Gatsby By: Melissa
The Great Gatsby, a novel by F. Scott Fitzgerald, deals with the difficulty of attaining the American dream. The American dream is different for every individual, but Jay Gatsby, the main character of the novel, believes the American dream is eternal ha iness through love. Gatsby thinks the only way for him to reach the American dream is to harness his old dreams of the past with Daisy. Gatsby exploits wealth and power to reach this goal. The novel uses love, an unusual narrator, and death to reveal th downfall of individuals who attempt to reach the unobtainable goals of the American dream. Fitzgerald employs love to reveal the downfall of individuals who attempt to obtain the imaginary goals of the American dream. The love falls between Gatsby and Daisy. Gatsby concludes that he will reach his goals of the American dream by being happy w h Daisy again. Fitzgerald writes, “Gatsby bought that house so that Daisy would be just across the bay.” (79) Gatsby uses his wealth to move himself closer to the American dream. Gatsby has based his whole life on the hope of again being with Daisy. Fit erald further implies this idea when he writes, “I think he half expected her to wander into one of his parties, some night, but she never did. Then he began asking people casually if they knew her, and I was the first one he found.” (80) Gatsby continu to throw these gigantic parties because he wants Daisy back. GatsbyÕs goals of finding Daisy have started to control his whole life. The total power of GatsbyÕs obsession is understood when one of GatsbyÕs servants says, “Gatsby has read a Chicago pape for years just on the chance of catching a glimpse of DaisyÕs name.” (80) Gatsby throws parties, reads newspapers, and buys a home because of his potent love for Daisy. Gatsby configures all his time in pursuit of goals based around the American dream. Nick Carraway, the unusual narrator, is utilized by Fitzgerald to help Gatsby find his American dream. Nick is also used to show Gatsby the absurdity of his unobtainable dream. Nick continually tries to make Gatsby understand the foolishness of his Ame can dream; however, Gatsby always responds to NickÕs position by saying, “Old sportÉ” Gatsby has tremendous confidence that the pursuit of his American dream is upright and important. Nick joins in the battle to bring Gatsby closer to his American dream “He wants to knowÉif youÕll invite Daisy to your house some afternoon and then let him come over” (80). Nick arranges for Daisy to come over for tea so Gatsby can pop over and meet Daisy again. Nick goes along with the plan because he wants to help Gats realize how insane his illusionary goals are. Nick is certain that this endless pursuit of an unattainable dream will eventually lead to GatsbyÕs downfall. The downfall of Gatsby eventually catches up with him when it leads to his death. GatsbyÕs death results from the long quest of his American dream, Daisy. NickÕs quest leads him to say that he was responsible for killing Myrtle Wilson, “Was Daisy drivi ? YesÉbut of course IÕll say I was.” (144) This will inevitably lead to GatsbyÕs death. Wilson, MyrtleÕs wife, seeks revenge on MyrtleÕs killer by shooting Gatsby. Gatsby ends up paying the ultimate price for his dream of finally being with Daisy. Gatsb s inevitable and tragic downfall holds true. Gatsby dedicated his life to his dream and the second his dream was almost reality the undeniable downfall began, “He had come a long way to this blue lawn, and his dream must have seemed so close that he cou hardly fail to grasp it. GatsbyÕs dream appeared to be within his boundaries, but Gatsby ended up dying for the dream before he knew what he had. Gatsby lived a short life trying to attain one thing, The American Dream. That is what he really wanted in life. Gatsby lived his life for Daisy, He would have done anything for her. She was the world to him, and his life was not complete without her. e love for Daisy, the narrator who seems to know everything, and the unexpected death of Gatsby, are used in the search of the American Dream.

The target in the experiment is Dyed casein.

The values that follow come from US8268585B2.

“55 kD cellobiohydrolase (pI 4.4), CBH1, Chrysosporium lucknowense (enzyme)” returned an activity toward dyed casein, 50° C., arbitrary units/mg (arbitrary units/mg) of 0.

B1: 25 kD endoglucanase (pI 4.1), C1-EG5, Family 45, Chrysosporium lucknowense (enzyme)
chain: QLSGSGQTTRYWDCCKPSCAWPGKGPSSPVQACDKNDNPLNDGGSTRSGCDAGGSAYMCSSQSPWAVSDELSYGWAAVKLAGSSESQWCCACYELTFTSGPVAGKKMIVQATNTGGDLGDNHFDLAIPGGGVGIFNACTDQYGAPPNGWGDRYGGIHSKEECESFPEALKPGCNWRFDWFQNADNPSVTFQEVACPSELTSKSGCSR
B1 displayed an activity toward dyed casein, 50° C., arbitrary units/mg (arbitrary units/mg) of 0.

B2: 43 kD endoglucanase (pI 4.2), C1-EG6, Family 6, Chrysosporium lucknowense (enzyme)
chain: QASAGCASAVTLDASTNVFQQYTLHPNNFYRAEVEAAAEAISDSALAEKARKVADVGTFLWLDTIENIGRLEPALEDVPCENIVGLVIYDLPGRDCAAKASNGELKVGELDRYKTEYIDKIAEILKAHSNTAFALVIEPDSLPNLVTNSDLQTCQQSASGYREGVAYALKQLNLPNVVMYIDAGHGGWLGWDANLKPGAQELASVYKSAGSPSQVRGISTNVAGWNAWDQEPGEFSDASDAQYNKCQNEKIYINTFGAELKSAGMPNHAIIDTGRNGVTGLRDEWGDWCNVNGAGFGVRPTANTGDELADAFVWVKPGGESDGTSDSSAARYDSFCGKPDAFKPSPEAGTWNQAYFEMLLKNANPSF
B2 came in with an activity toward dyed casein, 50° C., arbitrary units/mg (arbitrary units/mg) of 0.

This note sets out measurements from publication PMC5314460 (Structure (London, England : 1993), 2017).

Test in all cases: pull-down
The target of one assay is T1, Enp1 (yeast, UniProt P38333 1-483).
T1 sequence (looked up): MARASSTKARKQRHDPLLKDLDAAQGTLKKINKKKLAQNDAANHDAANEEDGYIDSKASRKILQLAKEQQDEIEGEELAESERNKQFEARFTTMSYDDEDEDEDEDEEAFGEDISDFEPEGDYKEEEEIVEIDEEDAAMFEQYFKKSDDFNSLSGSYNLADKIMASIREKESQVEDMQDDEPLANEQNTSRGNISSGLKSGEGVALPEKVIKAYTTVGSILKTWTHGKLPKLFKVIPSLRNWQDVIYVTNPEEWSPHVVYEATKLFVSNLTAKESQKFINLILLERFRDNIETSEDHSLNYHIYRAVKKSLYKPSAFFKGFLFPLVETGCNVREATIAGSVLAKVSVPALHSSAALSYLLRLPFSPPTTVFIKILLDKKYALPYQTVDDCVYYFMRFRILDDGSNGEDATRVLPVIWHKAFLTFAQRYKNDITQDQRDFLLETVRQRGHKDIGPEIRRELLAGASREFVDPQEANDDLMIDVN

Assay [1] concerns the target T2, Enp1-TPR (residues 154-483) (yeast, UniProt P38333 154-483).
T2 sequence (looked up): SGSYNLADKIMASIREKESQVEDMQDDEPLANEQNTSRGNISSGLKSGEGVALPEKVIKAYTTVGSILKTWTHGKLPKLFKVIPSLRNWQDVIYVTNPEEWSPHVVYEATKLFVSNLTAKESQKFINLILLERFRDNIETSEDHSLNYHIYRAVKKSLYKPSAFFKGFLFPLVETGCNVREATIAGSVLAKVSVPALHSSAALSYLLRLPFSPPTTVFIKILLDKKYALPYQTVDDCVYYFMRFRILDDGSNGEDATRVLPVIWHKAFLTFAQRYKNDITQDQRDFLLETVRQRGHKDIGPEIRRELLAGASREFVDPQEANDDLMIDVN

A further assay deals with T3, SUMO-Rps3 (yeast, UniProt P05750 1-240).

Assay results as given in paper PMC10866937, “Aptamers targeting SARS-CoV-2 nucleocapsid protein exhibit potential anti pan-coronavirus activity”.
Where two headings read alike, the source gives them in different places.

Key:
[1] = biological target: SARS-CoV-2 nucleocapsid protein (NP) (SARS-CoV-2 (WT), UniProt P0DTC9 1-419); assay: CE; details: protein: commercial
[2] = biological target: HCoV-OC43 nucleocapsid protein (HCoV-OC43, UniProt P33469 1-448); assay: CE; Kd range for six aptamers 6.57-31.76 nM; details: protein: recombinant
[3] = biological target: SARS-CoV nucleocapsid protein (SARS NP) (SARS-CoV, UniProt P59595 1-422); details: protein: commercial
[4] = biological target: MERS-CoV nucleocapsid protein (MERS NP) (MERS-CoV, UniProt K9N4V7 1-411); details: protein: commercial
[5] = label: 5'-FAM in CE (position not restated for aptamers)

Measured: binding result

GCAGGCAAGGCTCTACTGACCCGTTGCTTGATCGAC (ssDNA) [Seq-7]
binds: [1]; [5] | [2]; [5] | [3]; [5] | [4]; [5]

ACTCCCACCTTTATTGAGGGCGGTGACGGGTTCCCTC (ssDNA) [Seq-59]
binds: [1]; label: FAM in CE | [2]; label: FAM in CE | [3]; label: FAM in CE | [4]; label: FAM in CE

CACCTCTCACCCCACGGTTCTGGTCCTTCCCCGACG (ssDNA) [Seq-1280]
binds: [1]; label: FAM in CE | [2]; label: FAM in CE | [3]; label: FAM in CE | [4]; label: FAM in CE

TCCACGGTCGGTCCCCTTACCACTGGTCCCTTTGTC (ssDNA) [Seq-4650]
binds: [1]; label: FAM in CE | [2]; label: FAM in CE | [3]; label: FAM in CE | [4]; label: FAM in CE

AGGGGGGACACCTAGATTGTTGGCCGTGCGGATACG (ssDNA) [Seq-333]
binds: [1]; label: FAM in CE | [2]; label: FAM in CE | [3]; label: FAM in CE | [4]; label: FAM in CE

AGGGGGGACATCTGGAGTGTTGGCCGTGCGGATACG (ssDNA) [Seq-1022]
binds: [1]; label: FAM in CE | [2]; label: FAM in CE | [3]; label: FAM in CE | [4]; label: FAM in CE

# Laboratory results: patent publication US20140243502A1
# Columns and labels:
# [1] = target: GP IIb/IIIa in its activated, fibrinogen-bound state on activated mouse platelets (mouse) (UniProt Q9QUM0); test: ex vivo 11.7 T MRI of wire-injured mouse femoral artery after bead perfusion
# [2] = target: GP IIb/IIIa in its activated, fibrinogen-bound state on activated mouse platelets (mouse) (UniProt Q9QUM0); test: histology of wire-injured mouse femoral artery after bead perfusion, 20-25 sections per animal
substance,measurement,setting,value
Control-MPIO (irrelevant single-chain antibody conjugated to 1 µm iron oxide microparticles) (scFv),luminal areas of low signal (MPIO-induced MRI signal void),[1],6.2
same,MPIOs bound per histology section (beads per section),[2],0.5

Word Count: 716